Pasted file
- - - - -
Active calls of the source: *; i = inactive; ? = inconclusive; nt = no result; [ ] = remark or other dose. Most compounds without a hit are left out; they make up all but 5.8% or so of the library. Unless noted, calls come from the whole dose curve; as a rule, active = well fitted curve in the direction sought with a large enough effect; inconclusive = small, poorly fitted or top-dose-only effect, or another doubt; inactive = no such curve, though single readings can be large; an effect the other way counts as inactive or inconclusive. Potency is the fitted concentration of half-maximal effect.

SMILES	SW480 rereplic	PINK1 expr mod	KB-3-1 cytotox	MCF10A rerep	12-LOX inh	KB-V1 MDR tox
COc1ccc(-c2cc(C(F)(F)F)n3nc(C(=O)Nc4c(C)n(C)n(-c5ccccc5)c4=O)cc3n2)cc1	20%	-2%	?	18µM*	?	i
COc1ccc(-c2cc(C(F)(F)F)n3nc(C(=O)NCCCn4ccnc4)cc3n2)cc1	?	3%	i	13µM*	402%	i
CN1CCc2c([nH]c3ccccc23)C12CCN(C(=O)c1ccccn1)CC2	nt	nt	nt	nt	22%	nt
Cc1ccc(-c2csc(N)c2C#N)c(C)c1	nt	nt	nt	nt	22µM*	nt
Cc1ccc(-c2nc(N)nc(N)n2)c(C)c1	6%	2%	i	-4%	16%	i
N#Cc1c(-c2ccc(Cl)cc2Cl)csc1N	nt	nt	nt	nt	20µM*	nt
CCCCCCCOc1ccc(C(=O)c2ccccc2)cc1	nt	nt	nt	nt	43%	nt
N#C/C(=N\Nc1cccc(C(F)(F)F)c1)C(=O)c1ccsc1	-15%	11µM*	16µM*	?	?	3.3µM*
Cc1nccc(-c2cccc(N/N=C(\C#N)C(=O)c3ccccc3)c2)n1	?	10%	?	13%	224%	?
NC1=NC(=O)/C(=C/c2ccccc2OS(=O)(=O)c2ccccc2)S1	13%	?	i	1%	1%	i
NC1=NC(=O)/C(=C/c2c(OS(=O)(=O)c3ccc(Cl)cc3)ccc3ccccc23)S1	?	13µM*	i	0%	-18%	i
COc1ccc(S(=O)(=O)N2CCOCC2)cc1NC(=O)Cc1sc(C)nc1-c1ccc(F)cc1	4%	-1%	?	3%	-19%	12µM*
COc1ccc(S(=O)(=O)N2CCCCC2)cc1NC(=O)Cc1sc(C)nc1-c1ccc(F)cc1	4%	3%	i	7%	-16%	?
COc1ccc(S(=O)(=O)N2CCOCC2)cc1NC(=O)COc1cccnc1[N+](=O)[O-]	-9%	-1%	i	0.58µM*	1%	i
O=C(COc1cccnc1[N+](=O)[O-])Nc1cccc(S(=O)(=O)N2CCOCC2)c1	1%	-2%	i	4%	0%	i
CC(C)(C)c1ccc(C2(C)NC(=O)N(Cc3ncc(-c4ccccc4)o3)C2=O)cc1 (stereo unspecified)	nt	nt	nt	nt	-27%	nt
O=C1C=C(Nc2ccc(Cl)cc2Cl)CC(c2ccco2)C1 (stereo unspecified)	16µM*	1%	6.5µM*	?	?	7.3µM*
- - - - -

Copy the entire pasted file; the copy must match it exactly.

Active calls of the source: *; i = inactive; ? = inconclusive; nt = no result; [ ] = remark or other dose. Most compounds without a hit are left out; they make up all but 5.8% or so of the library. Unless noted, calls come from the whole dose curve; as a rule, active = well fitted curve in the direction sought with a large enough effect; inconclusive = small, poorly fitted or top-dose-only effect, or another doubt; inactive = no such curve, though single readings can be large; an effect the other way counts as inactive or inconclusive. Potency is the fitted concentration of half-maximal effect.

SMILES	SW480 rereplic	PINK1 expr mod	KB-3-1 cytotox	MCF10A rerep	12-LOX inh	KB-V1 MDR tox
COc1ccc(-c2cc(C(F)(F)F)n3nc(C(=O)Nc4c(C)n(C)n(-c5ccccc5)c4=O)cc3n2)cc1	20%	-2%	?	18µM*	?	i
COc1ccc(-c2cc(C(F)(F)F)n3nc(C(=O)NCCCn4ccnc4)cc3n2)cc1	?	3%	i	13µM*	402%	i
CN1CCc2c([nH]c3ccccc23)C12CCN(C(=O)c1ccccn1)CC2	nt	nt	nt	nt	22%	nt
Cc1ccc(-c2csc(N)c2C#N)c(C)c1	nt	nt	nt	nt	22µM*	nt
Cc1ccc(-c2nc(N)nc(N)n2)c(C)c1	6%	2%	i	-4%	16%	i
N#Cc1c(-c2ccc(Cl)cc2Cl)csc1N	nt	nt	nt	nt	20µM*	nt
CCCCCCCOc1ccc(C(=O)c2ccccc2)cc1	nt	nt	nt	nt	43%	nt
N#C/C(=N\Nc1cccc(C(F)(F)F)c1)C(=O)c1ccsc1	-15%	11µM*	16µM*	?	?	3.3µM*
Cc1nccc(-c2cccc(N/N=C(\C#N)C(=O)c3ccccc3)c2)n1	?	10%	?	13%	224%	?
NC1=NC(=O)/C(=C/c2ccccc2OS(=O)(=O)c2ccccc2)S1	13%	?	i	1%	1%	i
NC1=NC(=O)/C(=C/c2c(OS(=O)(=O)c3ccc(Cl)cc3)ccc3ccccc23)S1	?	13µM*	i	0%	-18%	i
COc1ccc(S(=O)(=O)N2CCOCC2)cc1NC(=O)Cc1sc(C)nc1-c1ccc(F)cc1	4%	-1%	?	3%	-19%	12µM*
COc1ccc(S(=O)(=O)N2CCCCC2)cc1NC(=O)Cc1sc(C)nc1-c1ccc(F)cc1	4%	3%	i	7%	-16%	?
COc1ccc(S(=O)(=O)N2CCOCC2)cc1NC(=O)COc1cccnc1[N+](=O)[O-]	-9%	-1%	i	0.58µM*	1%	i
O=C(COc1cccnc1[N+](=O)[O-])Nc1cccc(S(=O)(=O)N2CCOCC2)c1	1%	-2%	i	4%	0%	i
CC(C)(C)c1ccc(C2(C)NC(=O)N(Cc3ncc(-c4ccccc4)o3)C2=O)cc1 (stereo unspecified)	nt	nt	nt	nt	-27%	nt
O=C1C=C(Nc2ccc(Cl)cc2Cl)CC(c2ccco2)C1 (stereo unspecified)	16µM*	1%	6.5µM*	?	?	7.3µM*